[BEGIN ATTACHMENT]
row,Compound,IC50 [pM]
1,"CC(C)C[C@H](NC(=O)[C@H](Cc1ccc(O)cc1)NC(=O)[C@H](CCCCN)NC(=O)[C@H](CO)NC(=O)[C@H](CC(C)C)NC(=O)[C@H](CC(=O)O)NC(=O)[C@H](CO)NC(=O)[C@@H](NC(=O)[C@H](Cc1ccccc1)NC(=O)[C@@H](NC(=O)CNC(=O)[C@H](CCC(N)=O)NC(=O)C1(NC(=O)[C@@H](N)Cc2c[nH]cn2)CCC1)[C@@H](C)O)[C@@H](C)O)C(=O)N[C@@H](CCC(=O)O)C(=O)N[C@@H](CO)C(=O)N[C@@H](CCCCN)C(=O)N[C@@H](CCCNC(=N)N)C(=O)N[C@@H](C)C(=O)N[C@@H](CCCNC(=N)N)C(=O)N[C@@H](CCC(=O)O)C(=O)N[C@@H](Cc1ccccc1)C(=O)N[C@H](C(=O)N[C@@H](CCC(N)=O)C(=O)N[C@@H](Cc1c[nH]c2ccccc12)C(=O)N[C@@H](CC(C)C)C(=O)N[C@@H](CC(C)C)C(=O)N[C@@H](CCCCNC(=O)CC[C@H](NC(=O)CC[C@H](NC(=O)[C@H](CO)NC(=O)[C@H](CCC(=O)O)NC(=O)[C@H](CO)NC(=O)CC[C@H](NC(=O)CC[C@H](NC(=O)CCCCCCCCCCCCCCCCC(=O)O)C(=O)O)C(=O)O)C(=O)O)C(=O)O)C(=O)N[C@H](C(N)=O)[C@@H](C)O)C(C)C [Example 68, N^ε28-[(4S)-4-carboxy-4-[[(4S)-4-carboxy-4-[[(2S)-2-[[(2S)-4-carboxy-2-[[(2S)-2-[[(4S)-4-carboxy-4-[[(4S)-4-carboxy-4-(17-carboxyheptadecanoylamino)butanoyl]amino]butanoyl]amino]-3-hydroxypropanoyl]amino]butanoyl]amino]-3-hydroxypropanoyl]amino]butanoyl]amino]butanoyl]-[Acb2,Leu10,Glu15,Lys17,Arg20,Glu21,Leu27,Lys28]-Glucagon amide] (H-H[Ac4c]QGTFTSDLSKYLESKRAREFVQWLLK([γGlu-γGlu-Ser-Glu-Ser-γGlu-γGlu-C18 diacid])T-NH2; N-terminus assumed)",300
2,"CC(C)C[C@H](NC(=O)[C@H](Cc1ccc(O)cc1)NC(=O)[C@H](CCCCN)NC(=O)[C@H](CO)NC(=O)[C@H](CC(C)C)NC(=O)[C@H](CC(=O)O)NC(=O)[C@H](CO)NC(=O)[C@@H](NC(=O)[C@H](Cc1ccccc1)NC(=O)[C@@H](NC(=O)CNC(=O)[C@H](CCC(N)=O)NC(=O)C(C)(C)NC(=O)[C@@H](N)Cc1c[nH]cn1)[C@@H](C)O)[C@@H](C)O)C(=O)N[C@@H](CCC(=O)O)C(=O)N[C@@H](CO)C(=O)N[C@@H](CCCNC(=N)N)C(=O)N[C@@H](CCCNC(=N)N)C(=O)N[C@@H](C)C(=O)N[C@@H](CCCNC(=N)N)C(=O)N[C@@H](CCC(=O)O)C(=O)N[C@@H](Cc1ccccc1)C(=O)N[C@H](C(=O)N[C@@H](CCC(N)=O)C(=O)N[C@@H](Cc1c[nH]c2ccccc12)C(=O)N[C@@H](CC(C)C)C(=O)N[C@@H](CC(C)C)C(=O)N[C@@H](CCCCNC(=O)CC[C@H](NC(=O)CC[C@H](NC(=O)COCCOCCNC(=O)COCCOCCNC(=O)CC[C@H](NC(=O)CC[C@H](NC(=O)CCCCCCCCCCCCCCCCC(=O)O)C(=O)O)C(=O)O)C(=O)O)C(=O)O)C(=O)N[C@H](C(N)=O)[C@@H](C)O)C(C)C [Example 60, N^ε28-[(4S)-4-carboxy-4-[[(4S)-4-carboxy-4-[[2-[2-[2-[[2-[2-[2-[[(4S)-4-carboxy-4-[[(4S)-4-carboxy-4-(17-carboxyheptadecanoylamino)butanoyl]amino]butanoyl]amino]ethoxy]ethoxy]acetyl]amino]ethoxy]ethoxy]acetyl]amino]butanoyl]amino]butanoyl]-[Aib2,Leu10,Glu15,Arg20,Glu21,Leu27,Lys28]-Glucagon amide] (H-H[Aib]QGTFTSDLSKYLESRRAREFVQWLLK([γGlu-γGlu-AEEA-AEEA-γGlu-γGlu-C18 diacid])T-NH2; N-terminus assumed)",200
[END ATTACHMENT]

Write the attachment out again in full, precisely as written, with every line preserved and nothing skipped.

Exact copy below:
row,Compound,IC50 [pM]
1,"CC(C)C[C@H](NC(=O)[C@H](Cc1ccc(O)cc1)NC(=O)[C@H](CCCCN)NC(=O)[C@H](CO)NC(=O)[C@H](CC(C)C)NC(=O)[C@H](CC(=O)O)NC(=O)[C@H](CO)NC(=O)[C@@H](NC(=O)[C@H](Cc1ccccc1)NC(=O)[C@@H](NC(=O)CNC(=O)[C@H](CCC(N)=O)NC(=O)C1(NC(=O)[C@@H](N)Cc2c[nH]cn2)CCC1)[C@@H](C)O)[C@@H](C)O)C(=O)N[C@@H](CCC(=O)O)C(=O)N[C@@H](CO)C(=O)N[C@@H](CCCCN)C(=O)N[C@@H](CCCNC(=N)N)C(=O)N[C@@H](C)C(=O)N[C@@H](CCCNC(=N)N)C(=O)N[C@@H](CCC(=O)O)C(=O)N[C@@H](Cc1ccccc1)C(=O)N[C@H](C(=O)N[C@@H](CCC(N)=O)C(=O)N[C@@H](Cc1c[nH]c2ccccc12)C(=O)N[C@@H](CC(C)C)C(=O)N[C@@H](CC(C)C)C(=O)N[C@@H](CCCCNC(=O)CC[C@H](NC(=O)CC[C@H](NC(=O)[C@H](CO)NC(=O)[C@H](CCC(=O)O)NC(=O)[C@H](CO)NC(=O)CC[C@H](NC(=O)CC[C@H](NC(=O)CCCCCCCCCCCCCCCCC(=O)O)C(=O)O)C(=O)O)C(=O)O)C(=O)O)C(=O)N[C@H](C(N)=O)[C@@H](C)O)C(C)C [Example 68, N^ε28-[(4S)-4-carboxy-4-[[(4S)-4-carboxy-4-[[(2S)-2-[[(2S)-4-carboxy-2-[[(2S)-2-[[(4S)-4-carboxy-4-[[(4S)-4-carboxy-4-(17-carboxyheptadecanoylamino)butanoyl]amino]butanoyl]amino]-3-hydroxypropanoyl]amino]butanoyl]amino]-3-hydroxypropanoyl]amino]butanoyl]amino]butanoyl]-[Acb2,Leu10,Glu15,Lys17,Arg20,Glu21,Leu27,Lys28]-Glucagon amide] (H-H[Ac4c]QGTFTSDLSKYLESKRAREFVQWLLK([γGlu-γGlu-Ser-Glu-Ser-γGlu-γGlu-C18 diacid])T-NH2; N-terminus assumed)",300
2,"CC(C)C[C@H](NC(=O)[C@H](Cc1ccc(O)cc1)NC(=O)[C@H](CCCCN)NC(=O)[C@H](CO)NC(=O)[C@H](CC(C)C)NC(=O)[C@H](CC(=O)O)NC(=O)[C@H](CO)NC(=O)[C@@H](NC(=O)[C@H](Cc1ccccc1)NC(=O)[C@@H](NC(=O)CNC(=O)[C@H](CCC(N)=O)NC(=O)C(C)(C)NC(=O)[C@@H](N)Cc1c[nH]cn1)[C@@H](C)O)[C@@H](C)O)C(=O)N[C@@H](CCC(=O)O)C(=O)N[C@@H](CO)C(=O)N[C@@H](CCCNC(=N)N)C(=O)N[C@@H](CCCNC(=N)N)C(=O)N[C@@H](C)C(=O)N[C@@H](CCCNC(=N)N)C(=O)N[C@@H](CCC(=O)O)C(=O)N[C@@H](Cc1ccccc1)C(=O)N[C@H](C(=O)N[C@@H](CCC(N)=O)C(=O)N[C@@H](Cc1c[nH]c2ccccc12)C(=O)N[C@@H](CC(C)C)C(=O)N[C@@H](CC(C)C)C(=O)N[C@@H](CCCCNC(=O)CC[C@H](NC(=O)CC[C@H](NC(=O)COCCOCCNC(=O)COCCOCCNC(=O)CC[C@H](NC(=O)CC[C@H](NC(=O)CCCCCCCCCCCCCCCCC(=O)O)C(=O)O)C(=O)O)C(=O)O)C(=O)O)C(=O)N[C@H](C(N)=O)[C@@H](C)O)C(C)C [Example 60, N^ε28-[(4S)-4-carboxy-4-[[(4S)-4-carboxy-4-[[2-[2-[2-[[2-[2-[2-[[(4S)-4-carboxy-4-[[(4S)-4-carboxy-4-(17-carboxyheptadecanoylamino)butanoyl]amino]butanoyl]amino]ethoxy]ethoxy]acetyl]amino]ethoxy]ethoxy]acetyl]amino]butanoyl]amino]butanoyl]-[Aib2,Leu10,Glu15,Arg20,Glu21,Leu27,Lys28]-Glucagon amide] (H-H[Aib]QGTFTSDLSKYLESRRAREFVQWLLK([γGlu-γGlu-AEEA-AEEA-γGlu-γGlu-C18 diacid])T-NH2; N-terminus assumed)",200